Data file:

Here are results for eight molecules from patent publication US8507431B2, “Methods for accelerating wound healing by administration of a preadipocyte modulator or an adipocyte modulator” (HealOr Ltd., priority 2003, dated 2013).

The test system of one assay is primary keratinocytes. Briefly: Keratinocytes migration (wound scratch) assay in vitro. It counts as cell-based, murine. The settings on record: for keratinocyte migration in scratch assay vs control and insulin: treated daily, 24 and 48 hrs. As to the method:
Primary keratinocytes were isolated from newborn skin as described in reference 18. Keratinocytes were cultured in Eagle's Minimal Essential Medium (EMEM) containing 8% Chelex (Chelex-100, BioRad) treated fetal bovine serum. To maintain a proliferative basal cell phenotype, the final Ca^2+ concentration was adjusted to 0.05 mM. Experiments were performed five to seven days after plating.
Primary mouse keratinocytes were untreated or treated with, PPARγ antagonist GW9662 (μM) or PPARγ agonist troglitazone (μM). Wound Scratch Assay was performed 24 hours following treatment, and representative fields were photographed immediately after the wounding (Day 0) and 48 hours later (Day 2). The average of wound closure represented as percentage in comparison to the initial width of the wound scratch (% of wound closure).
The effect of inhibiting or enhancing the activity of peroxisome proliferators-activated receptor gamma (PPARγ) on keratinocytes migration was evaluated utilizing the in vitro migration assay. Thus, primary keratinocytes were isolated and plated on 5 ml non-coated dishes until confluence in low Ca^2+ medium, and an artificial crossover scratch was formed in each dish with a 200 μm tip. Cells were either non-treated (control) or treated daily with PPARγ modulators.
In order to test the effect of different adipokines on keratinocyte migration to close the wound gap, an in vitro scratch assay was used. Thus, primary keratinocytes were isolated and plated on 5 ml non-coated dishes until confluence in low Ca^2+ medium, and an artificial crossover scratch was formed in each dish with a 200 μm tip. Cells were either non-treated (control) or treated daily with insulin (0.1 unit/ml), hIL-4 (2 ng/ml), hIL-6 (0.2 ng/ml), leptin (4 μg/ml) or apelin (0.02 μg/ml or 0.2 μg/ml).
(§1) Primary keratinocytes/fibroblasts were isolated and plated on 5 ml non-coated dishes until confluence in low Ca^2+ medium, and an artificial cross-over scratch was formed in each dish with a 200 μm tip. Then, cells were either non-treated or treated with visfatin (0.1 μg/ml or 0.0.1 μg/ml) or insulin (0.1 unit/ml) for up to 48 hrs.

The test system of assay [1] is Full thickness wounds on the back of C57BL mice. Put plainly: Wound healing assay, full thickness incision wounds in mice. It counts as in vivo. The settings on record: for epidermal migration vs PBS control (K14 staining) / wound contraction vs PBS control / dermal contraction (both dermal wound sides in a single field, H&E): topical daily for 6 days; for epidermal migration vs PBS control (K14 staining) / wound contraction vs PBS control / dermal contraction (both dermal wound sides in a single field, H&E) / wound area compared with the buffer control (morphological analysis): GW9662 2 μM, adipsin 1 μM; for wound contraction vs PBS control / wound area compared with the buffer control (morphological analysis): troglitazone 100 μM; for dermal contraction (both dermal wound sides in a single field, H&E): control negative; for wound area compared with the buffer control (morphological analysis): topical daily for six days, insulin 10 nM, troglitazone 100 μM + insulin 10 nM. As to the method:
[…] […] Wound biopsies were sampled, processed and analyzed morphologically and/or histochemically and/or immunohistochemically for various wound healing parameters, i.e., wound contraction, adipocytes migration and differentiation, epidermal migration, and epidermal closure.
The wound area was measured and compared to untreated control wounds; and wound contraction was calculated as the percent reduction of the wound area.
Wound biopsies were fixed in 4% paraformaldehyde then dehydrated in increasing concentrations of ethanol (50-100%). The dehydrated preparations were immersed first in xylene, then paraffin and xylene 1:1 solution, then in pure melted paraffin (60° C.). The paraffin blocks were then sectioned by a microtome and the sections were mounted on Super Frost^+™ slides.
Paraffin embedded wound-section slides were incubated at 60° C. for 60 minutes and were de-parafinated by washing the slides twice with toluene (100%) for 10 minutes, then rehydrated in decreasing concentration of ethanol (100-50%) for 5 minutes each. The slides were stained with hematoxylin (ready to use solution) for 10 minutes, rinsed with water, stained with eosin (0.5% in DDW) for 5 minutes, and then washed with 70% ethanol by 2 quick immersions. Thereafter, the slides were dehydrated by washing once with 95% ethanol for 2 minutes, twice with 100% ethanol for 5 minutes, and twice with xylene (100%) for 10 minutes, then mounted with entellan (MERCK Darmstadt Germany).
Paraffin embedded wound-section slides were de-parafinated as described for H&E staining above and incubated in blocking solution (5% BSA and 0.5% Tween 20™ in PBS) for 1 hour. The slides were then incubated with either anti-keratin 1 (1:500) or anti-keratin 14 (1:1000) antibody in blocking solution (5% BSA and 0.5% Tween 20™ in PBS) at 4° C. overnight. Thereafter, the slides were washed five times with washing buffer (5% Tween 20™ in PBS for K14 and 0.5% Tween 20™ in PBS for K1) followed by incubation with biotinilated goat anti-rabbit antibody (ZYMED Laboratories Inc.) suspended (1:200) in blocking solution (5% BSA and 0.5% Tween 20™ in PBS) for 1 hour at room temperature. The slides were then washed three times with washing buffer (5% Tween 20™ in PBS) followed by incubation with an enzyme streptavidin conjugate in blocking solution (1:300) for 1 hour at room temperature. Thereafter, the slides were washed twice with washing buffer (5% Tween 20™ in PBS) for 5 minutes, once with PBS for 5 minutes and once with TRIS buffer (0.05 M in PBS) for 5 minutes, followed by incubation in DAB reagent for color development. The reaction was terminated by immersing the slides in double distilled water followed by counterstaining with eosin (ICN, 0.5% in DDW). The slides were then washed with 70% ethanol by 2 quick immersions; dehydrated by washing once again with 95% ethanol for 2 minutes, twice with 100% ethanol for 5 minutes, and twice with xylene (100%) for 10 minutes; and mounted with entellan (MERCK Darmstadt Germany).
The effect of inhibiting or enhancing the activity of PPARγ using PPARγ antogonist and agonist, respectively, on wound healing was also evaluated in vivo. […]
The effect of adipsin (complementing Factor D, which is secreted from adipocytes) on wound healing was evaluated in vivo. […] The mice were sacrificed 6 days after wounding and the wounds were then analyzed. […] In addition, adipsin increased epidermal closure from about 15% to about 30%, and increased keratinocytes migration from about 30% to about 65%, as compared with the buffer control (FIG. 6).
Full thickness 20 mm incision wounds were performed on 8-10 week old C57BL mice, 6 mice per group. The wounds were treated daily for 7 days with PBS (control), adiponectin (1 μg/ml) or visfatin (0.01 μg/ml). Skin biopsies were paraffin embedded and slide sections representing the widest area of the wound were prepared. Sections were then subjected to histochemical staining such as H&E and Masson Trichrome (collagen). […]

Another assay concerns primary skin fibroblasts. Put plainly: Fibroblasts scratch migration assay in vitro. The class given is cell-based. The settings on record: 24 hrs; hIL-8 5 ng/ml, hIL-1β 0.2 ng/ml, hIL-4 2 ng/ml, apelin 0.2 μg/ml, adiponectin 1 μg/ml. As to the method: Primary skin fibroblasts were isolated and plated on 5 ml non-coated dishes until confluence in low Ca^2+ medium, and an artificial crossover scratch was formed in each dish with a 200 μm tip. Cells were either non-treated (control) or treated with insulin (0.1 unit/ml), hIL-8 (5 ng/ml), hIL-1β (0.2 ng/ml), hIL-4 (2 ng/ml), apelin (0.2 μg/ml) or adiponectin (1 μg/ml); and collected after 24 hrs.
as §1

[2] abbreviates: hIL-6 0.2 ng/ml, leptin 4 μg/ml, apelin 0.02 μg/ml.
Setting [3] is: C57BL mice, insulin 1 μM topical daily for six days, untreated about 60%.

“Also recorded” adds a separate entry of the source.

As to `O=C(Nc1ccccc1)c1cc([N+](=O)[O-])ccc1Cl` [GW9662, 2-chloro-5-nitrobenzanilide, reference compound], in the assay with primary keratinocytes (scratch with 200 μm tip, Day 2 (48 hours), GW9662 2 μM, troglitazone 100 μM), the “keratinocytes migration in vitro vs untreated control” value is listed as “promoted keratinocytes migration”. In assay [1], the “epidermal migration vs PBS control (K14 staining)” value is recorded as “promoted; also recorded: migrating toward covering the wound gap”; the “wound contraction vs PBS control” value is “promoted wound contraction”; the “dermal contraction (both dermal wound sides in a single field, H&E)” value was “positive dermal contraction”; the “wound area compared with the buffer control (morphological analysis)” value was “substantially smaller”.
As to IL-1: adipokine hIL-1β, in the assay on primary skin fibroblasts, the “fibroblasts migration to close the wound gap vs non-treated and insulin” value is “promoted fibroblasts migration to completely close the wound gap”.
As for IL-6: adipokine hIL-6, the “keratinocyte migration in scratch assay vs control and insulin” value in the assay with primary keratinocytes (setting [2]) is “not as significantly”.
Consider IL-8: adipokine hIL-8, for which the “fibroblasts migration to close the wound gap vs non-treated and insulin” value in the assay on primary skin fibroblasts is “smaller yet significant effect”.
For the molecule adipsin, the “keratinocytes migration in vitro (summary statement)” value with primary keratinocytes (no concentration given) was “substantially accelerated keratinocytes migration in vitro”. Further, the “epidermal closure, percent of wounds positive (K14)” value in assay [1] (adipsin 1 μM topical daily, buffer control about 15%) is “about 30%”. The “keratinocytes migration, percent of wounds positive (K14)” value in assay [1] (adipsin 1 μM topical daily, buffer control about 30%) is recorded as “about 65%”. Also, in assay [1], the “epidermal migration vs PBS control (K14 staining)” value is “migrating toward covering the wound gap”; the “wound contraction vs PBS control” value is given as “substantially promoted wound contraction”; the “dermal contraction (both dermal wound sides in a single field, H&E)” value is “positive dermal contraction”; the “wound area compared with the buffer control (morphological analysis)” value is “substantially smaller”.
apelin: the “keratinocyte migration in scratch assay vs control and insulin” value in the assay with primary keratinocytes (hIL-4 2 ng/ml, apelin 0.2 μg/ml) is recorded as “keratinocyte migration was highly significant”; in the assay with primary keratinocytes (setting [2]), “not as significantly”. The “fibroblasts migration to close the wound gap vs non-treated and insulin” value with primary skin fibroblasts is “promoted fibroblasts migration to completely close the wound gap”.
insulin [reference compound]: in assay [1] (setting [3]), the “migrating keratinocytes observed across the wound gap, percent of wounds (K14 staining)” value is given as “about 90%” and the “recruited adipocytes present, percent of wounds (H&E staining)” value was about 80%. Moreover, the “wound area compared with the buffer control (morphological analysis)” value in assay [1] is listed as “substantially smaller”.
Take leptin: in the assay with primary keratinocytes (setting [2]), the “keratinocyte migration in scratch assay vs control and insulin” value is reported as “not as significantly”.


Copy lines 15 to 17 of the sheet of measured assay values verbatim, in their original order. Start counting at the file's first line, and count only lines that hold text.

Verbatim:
The effect of adipsin (complementing Factor D, which is secreted from adipocytes) on wound healing was evaluated in vivo. […] The mice were sacrificed 6 days after wounding and the wounds were then analyzed. […] In addition, adipsin increased epidermal closure from about 15% to about 30%, and increased keratinocytes migration from about 30% to about 65%, as compared with the buffer control (FIG. 6).
Full thickness 20 mm incision wounds were performed on 8-10 week old C57BL mice, 6 mice per group. The wounds were treated daily for 7 days with PBS (control), adiponectin (1 μg/ml) or visfatin (0.01 μg/ml). Skin biopsies were paraffin embedded and slide sections representing the widest area of the wound were prepared. Sections were then subjected to histochemical staining such as H&E and Masson Trichrome (collagen). […]

Another assay concerns primary skin fibroblasts. Put plainly: Fibroblasts scratch migration assay in vitro. The class given is cell-based. The settings on record: 24 hrs; hIL-8 5 ng/ml, hIL-1β 0.2 ng/ml, hIL-4 2 ng/ml, apelin 0.2 μg/ml, adiponectin 1 μg/ml. As to the method: Primary skin fibroblasts were isolated and plated on 5 ml non-coated dishes until confluence in low Ca^2+ medium, and an artificial crossover scratch was formed in each dish with a 200 μm tip. Cells were either non-treated (control) or treated with insulin (0.1 unit/ml), hIL-8 (5 ng/ml), hIL-1β (0.2 ng/ml), hIL-4 (2 ng/ml), apelin (0.2 μg/ml) or adiponectin (1 μg/ml); and collected after 24 hrs.